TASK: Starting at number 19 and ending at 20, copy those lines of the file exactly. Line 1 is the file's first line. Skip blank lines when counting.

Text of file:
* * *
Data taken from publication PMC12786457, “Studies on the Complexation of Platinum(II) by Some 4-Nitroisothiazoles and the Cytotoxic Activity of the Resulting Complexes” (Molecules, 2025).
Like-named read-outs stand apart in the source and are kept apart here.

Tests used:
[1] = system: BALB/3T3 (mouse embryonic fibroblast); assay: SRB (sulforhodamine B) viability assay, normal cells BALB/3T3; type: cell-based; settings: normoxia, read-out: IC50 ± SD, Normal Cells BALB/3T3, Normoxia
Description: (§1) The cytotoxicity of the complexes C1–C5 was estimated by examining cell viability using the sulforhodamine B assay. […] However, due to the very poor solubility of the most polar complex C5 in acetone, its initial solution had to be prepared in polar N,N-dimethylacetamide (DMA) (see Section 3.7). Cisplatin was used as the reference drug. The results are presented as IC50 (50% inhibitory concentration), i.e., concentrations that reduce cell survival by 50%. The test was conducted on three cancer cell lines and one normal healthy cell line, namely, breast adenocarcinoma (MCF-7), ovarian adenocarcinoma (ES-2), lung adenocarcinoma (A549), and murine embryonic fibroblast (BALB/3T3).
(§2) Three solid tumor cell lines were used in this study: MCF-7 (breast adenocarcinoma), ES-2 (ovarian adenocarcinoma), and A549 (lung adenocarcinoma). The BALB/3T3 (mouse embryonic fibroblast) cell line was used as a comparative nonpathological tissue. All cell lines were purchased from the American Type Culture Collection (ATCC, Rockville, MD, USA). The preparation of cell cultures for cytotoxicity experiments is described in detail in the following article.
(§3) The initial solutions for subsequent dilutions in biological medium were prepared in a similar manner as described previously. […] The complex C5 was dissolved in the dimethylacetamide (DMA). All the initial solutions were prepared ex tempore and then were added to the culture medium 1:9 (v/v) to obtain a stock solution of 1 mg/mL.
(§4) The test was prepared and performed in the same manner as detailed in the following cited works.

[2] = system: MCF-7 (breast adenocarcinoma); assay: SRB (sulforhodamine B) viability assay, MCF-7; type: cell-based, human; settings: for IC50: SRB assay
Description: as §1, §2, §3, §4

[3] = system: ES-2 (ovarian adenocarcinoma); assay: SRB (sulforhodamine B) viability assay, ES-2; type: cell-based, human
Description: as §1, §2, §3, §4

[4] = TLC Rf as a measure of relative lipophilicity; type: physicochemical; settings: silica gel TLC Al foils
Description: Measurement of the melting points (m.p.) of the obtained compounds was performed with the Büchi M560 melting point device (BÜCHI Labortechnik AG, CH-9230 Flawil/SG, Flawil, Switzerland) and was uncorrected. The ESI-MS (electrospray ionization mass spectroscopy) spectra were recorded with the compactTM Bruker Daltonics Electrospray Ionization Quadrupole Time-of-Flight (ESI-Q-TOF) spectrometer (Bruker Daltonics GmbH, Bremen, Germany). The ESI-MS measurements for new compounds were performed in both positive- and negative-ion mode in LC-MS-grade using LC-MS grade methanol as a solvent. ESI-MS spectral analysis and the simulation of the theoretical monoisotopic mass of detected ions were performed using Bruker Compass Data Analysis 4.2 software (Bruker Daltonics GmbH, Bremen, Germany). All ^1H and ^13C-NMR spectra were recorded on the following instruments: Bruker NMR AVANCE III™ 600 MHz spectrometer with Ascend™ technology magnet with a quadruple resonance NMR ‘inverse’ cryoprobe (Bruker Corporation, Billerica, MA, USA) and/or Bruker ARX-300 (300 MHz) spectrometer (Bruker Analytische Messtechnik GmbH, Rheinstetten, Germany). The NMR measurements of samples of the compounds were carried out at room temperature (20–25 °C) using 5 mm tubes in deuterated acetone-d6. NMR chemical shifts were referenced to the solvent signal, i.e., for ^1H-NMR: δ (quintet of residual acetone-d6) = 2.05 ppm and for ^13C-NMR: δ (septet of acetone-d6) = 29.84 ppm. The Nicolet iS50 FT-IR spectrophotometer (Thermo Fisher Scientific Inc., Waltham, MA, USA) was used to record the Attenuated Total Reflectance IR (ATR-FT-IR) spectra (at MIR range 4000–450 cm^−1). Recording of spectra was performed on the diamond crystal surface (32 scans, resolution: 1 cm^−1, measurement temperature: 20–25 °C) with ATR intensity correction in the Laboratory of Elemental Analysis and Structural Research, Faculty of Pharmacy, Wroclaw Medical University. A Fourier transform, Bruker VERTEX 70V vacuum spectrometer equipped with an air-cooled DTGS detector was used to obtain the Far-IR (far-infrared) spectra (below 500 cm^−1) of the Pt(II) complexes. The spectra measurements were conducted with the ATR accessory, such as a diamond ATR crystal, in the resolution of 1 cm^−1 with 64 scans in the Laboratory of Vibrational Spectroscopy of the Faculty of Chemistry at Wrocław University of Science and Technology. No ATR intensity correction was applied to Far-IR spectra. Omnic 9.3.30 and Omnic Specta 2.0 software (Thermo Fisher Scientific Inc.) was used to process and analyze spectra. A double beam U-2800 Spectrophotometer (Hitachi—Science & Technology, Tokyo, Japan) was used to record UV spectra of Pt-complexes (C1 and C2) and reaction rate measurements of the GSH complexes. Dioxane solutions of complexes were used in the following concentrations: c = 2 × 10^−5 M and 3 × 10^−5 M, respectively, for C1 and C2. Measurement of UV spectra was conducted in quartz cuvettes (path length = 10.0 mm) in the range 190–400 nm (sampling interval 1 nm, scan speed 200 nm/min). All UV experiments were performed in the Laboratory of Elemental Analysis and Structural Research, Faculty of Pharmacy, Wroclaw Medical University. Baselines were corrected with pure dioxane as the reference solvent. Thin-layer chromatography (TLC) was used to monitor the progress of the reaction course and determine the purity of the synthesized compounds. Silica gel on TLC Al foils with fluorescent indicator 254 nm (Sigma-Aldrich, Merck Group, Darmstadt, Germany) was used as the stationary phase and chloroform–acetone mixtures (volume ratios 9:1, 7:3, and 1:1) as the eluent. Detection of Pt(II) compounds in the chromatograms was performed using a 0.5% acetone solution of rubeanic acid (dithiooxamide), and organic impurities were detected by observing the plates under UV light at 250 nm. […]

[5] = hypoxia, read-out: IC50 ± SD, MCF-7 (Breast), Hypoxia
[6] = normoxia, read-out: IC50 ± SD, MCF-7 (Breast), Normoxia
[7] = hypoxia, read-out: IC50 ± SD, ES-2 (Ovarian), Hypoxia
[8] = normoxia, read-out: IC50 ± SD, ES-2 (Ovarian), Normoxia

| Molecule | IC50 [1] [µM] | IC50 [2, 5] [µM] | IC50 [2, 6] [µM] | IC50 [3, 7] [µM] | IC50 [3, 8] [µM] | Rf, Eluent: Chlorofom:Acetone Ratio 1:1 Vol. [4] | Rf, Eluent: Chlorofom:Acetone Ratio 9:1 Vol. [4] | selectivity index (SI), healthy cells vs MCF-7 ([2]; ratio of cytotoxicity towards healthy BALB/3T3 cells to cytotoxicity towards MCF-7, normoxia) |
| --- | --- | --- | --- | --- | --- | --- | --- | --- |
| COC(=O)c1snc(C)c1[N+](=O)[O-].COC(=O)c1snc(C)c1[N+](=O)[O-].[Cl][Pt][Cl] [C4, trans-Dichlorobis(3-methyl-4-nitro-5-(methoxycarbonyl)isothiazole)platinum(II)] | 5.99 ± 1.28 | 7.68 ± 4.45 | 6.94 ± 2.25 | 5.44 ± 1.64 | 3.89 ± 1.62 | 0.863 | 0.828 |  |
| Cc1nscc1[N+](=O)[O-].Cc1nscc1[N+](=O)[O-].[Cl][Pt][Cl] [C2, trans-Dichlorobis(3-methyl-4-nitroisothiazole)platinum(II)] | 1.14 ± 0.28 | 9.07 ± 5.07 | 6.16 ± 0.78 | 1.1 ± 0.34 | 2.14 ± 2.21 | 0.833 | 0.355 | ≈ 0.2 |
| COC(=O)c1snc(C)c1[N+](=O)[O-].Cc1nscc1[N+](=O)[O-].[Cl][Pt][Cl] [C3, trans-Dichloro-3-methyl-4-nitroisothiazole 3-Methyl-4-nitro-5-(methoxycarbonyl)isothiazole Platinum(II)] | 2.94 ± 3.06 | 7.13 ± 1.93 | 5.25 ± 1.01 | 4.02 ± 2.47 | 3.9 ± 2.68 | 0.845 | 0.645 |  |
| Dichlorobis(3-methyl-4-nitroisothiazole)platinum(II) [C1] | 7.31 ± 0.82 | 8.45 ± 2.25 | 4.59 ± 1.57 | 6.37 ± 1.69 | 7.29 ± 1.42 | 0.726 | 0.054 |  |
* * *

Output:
| Molecule | IC50 [1] [µM] | IC50 [2, 5] [µM] | IC50 [2, 6] [µM] | IC50 [3, 7] [µM] | IC50 [3, 8] [µM] | Rf, Eluent: Chlorofom:Acetone Ratio 1:1 Vol. [4] | Rf, Eluent: Chlorofom:Acetone Ratio 9:1 Vol. [4] | selectivity index (SI), healthy cells vs MCF-7 ([2]; ratio of cytotoxicity towards healthy BALB/3T3 cells to cytotoxicity towards MCF-7, normoxia) |
| --- | --- | --- | --- | --- | --- | --- | --- | --- |